With interest shifting further northward in the wake of the U.S. presidential elections, the Canadian commercial real estate sector can expect sustained activity throughout 2017, according to the head of an urban environment management firm.
Last week, Allied Properties REIT chief executive officer Michael Emory stated that demand for commercial real estate in the country’s leading markets—and in Toronto, in particular—won’t slow down in the near future, especially considering Donald Trump’s surprise win.
“The outlook in the next 24 months for Toronto office demand in my opinion is very, very good. There’s even a shortage [of leasable office space] in certain areas of the city,” Emory said in an interview with BuzzBuzzNews
“Certainly post-Brexit, there was a discernable [sic] flow of funds into Canada because of its, perhaps, safe-haven status, and it’s not unreasonable to think that post-the current election in the United States we may see a similar flow for the same reasons,” Emory added. “Only time will tell because nobody really is confident in anticipating what’s going to happen in the United States of America in the next 24 to 48 months.”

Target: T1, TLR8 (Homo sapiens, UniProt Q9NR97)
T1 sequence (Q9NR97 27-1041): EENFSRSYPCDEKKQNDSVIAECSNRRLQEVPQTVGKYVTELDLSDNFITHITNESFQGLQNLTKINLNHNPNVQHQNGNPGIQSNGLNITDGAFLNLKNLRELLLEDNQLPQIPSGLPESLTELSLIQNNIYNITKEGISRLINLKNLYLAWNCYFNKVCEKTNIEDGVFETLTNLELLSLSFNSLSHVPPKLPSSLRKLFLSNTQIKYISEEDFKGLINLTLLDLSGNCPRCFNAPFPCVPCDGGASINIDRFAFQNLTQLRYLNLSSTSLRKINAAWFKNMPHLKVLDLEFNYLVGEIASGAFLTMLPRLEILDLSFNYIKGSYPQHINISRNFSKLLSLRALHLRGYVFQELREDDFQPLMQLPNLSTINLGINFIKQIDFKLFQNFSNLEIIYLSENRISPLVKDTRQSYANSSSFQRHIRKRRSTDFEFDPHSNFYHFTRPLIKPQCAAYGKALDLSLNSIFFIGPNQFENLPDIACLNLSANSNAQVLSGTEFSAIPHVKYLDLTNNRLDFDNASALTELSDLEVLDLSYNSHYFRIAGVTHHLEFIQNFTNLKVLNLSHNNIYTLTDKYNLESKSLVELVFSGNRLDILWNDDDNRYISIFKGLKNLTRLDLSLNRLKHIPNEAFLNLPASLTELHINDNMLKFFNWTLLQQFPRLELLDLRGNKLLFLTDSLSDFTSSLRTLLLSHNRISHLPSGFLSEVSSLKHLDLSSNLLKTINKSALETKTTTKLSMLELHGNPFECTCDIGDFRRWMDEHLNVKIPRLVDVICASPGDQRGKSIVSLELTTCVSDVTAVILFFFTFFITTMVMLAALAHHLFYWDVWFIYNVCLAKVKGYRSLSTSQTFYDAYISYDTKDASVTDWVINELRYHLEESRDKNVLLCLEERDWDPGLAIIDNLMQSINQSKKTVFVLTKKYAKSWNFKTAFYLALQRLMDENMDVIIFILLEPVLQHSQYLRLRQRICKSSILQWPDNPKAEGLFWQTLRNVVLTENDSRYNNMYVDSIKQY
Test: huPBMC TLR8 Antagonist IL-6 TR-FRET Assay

Cited by various observers as one of the most attractive cities for office property buyers in North America, the Toronto commercial segment’s surging growth is a phenomenon two decades in the making, the CEO explained.
“Since the mid-1990s, people have been choosing to live, work and play, for the most part, in the inner cities as opposed to the broader suburban areas,” he said.
This trend is projected to fuel the rise of more flexible options for tenants, a shift that Allied is planning to capitalize into with its versatile retail offerings at The Well, a mixed-use development in Toronto.
“The old suburban notion where you needed a certain floor-plate size and massive amounts of parking simply is not achievable in the inner city,” Emory said.
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